Dundee residents have just under four weeks left to have their say on proposals to reduce the speed limit to 20mph on hundreds of residential streets. The City Council launched one of its biggest-ever consultation exercises on the proposals last November. It would see speed limits cut to 20mph across large swathes of the city. Principal roads such as Perth Road, the Kingsway, Lochee Road and the A92 Tay Road Bridge would be unaffected. But hundreds of other streets could see the speed limits slashed if the council presses ahead with the plans, including Forth Crescent in Menzieshill and Buttar's Loan. The consultation closes on June 30. The local authority will then analyse the responses before councillors are asked to vote on the changes. Will Dawson, convener of Dundee City Council's city development committee said: "This is one of the longest running and thorough consultation exercises that we have ever undertaken because we recognise the importance of the issues involved. "It is also clear from the informal feedback I've had that road safety and the volume and speed of traffic are hot topics in neighbourhoods throughout Dundee. "We want to hear what people have to say and take into account their opinions when we make decisions about the future of the roads network in Dundee, so I would strongly encourage everyone to visit our website to make their voices heard. "Anyone who wants to take part should go to www.dundeecity.gov.uk/20mphconsultation before June 30. There are already a number of 20mph streets in Dundee and in February the new, lower speed limits were also introduced in Mill o' Mains, Harestane Road and the new Western Gateway housing development. Safety campaign groups such as the charity Brake have long advocated the introduction of lower speed limits and said it is "wholeheartedly" behind the City Council's plans. A driver can bring a car travelling at 20mph to a halt in 12 metres compared to the 23 metres it takes travelling at 30mph. And if someone is hit by a car travelling at 20mph there it a 10% chance they will be killed, compared to a 50% chance if the car is moving at 30mph. Brake spokesman Dave Nichols said: “Everybody has the right to walk or cycle to school, to work, or around their local community without fear of being knocked down by fast traffic. "That’s why Brake works with communities across the country to help them achieve road safety improvements in their area, and we are wholeheartedly behind plans to introduce 20mph speed limits throughout Dundee. "Widespread 20mph limits are a proven way to reduce casualties, particularly among more vulnerable road users. "As part of the GO20 campaign, Brake is calling for the national urban default speed limit to be reduced to 20mph. "This would remove administrative and financial barriers for local authorities such as Dundee City Council, and end the current lottery whereby your postcode dictates whether you benefit or not.”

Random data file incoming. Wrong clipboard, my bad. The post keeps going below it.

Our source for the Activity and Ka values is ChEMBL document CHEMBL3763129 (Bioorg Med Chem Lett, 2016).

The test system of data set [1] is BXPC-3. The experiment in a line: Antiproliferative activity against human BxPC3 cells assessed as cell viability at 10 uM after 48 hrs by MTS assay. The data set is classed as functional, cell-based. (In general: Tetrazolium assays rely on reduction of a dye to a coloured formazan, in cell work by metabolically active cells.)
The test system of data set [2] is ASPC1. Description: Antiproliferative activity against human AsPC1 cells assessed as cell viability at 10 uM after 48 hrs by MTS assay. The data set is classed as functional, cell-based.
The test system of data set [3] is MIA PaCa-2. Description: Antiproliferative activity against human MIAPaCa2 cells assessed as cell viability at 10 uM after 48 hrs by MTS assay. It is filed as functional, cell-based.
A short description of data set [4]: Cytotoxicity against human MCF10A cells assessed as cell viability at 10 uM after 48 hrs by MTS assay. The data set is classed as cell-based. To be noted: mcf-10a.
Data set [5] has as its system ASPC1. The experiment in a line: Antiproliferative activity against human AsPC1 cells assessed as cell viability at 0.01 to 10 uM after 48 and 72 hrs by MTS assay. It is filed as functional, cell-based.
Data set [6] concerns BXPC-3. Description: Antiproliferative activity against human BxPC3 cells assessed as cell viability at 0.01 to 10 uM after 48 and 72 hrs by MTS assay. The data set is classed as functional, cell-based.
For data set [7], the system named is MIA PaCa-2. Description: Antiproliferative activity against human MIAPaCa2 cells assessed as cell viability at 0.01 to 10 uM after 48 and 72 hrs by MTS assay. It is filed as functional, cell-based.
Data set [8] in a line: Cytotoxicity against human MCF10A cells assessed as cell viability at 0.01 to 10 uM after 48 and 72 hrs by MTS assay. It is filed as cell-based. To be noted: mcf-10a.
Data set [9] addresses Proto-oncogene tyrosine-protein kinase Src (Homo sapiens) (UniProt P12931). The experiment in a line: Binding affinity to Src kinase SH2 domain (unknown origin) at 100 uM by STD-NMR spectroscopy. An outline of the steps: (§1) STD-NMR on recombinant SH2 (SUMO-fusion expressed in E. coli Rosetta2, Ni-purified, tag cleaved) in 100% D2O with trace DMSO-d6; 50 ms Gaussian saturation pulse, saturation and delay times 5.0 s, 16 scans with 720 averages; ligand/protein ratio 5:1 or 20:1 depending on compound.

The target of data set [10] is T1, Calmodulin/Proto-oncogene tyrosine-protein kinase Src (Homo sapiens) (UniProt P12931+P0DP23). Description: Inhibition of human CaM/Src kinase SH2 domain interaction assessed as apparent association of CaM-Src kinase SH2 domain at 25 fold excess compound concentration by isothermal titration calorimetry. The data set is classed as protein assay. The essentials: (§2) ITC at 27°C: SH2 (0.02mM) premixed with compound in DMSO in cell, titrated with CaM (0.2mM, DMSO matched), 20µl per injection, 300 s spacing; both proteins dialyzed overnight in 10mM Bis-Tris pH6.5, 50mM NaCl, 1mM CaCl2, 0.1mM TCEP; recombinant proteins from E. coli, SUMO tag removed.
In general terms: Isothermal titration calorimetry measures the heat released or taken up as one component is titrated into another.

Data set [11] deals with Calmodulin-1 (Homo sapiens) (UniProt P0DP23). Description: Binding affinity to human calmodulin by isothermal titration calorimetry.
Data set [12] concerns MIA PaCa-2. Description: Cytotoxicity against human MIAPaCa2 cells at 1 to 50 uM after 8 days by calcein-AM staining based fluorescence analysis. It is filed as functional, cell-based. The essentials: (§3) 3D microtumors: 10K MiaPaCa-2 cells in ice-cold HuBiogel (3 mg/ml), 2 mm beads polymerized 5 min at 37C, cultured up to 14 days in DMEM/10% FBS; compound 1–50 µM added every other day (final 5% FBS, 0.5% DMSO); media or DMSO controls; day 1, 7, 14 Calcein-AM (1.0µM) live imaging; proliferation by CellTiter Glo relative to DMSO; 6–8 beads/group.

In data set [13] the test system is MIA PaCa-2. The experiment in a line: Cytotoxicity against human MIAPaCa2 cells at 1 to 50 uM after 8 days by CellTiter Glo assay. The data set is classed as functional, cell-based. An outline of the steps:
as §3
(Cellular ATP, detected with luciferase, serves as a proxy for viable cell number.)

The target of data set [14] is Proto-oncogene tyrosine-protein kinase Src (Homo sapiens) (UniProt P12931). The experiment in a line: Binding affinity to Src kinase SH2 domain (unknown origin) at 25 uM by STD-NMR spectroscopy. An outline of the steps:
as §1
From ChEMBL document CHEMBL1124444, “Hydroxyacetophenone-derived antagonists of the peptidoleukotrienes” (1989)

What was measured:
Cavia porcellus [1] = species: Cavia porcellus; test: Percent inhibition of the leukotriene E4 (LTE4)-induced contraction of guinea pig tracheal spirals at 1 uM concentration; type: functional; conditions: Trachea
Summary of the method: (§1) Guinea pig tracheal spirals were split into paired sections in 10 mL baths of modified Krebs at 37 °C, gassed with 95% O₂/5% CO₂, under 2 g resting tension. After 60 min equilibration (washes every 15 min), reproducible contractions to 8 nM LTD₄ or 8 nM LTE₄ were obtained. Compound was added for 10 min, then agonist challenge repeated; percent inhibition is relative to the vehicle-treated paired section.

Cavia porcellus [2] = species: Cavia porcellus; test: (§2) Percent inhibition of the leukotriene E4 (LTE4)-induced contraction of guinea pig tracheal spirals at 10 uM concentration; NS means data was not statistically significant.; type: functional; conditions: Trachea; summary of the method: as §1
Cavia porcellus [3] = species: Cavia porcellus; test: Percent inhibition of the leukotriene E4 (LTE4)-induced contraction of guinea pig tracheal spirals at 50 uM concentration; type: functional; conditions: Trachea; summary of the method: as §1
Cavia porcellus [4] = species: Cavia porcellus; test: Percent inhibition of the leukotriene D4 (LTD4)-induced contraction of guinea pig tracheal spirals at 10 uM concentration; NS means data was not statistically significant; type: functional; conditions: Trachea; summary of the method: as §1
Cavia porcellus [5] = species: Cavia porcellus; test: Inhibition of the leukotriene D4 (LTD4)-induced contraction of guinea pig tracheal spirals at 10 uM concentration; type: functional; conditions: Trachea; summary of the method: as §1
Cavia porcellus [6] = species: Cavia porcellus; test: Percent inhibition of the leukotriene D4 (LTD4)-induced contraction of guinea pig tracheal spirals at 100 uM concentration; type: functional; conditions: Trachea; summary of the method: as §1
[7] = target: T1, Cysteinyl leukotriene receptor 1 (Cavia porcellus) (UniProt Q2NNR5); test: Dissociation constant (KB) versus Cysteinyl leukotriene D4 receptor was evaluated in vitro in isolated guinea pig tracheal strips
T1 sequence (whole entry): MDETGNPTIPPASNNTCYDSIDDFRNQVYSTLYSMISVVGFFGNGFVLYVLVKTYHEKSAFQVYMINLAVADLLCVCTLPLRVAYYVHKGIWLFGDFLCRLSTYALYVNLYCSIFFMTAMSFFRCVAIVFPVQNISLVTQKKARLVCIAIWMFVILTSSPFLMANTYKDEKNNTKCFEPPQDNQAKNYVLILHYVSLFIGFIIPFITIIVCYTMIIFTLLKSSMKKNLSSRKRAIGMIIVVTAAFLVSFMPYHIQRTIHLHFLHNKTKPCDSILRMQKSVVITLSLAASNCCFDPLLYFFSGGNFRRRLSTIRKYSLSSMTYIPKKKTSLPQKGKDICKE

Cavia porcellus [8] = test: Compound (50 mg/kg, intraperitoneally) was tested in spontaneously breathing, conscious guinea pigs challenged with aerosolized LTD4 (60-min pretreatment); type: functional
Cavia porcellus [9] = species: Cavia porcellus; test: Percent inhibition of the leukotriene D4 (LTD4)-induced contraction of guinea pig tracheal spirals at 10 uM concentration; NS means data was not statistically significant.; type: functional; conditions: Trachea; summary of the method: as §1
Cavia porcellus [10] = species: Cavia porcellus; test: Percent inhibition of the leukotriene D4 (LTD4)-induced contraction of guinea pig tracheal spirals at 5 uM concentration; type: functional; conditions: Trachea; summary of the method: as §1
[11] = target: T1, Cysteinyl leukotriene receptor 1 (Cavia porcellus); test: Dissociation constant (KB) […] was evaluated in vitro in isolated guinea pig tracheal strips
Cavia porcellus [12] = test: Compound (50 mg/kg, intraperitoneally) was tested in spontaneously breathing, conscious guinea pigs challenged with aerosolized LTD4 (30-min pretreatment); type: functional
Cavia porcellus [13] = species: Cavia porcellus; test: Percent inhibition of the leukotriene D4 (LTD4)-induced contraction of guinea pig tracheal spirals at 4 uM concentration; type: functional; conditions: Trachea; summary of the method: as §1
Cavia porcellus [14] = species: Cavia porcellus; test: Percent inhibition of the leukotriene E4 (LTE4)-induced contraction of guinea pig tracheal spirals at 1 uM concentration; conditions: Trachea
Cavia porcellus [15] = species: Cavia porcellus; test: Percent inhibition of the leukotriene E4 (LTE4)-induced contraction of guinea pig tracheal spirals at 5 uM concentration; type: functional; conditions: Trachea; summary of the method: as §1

For years, the makers of Lynx deodorant ran an advertising campaign based on the premise of something called the "Lynx Effect." This, according to the campaign, was the simple fantasy that the smell of Lynx was so overpowering that women could not control themselves around the wearer. Needless to say, this makes Lynx incredibly popular with teenage boys, or at least until they learn that when it comes to some overpowering scents, less is definitely more. But Dundee has its own Lynx effect and it really does stink. The Co-Op supermarket on Albert Street has been forced to add security tags to £2.89 bottles of Lynx shower gel as well as a host of other essentials. While it might be amusing to imagine there is a roaring black market for over-priced shower gels, the truth is the Co-Op's decision is indicative of something far worse: that some people are now so desperately poor they have been reduced to stealing basic items. https://www.thecourier.co.uk/fp/news/local/dundee/383555/its-tragic-dundee-supermarket-applies-security-tags-to-lynx-shower-gel/ One of the 21st century's less amazing achievements is not just that foodbanks have proliferated – it's that they are so commonplace they have become accepted. When some people are so poor they rely on hand-outs just to eat, it's no surprise that other basics have also become too expensive to afford. It's easy to say that certain brands of shower gel are a luxury but the old saying rings true: beggars can't be choosers. Whatever is on the shelves will be what gets stolen. For people on low incomes, the choices on how they spend their money are not just more limited, they are harsher. Do you feed the meter or feed yourself? How much of a necessity is soap, toothpaste or washing powder when your kids are going hungry? There are many reasons people find themselves living in poverty and Dundee has more than its fair share of those on the breadline. There have always been haves and have nots. But years of austerity, unemployment, drugs and lack of opportunity has widened the gap to an obscene degree. Now being one of the haves just means being able to wash without having to break the law first.
Dundee FC held its first ever beer festival on Saturday in the Bobby Cox stand and in an adjoining marquee. The event allowed visitors to sample a range of craft beers, lagers, gins and cocktails. Entertainment was provided by a number of bands including Jive Candy, Paper Tiger and the Lawson Brothers.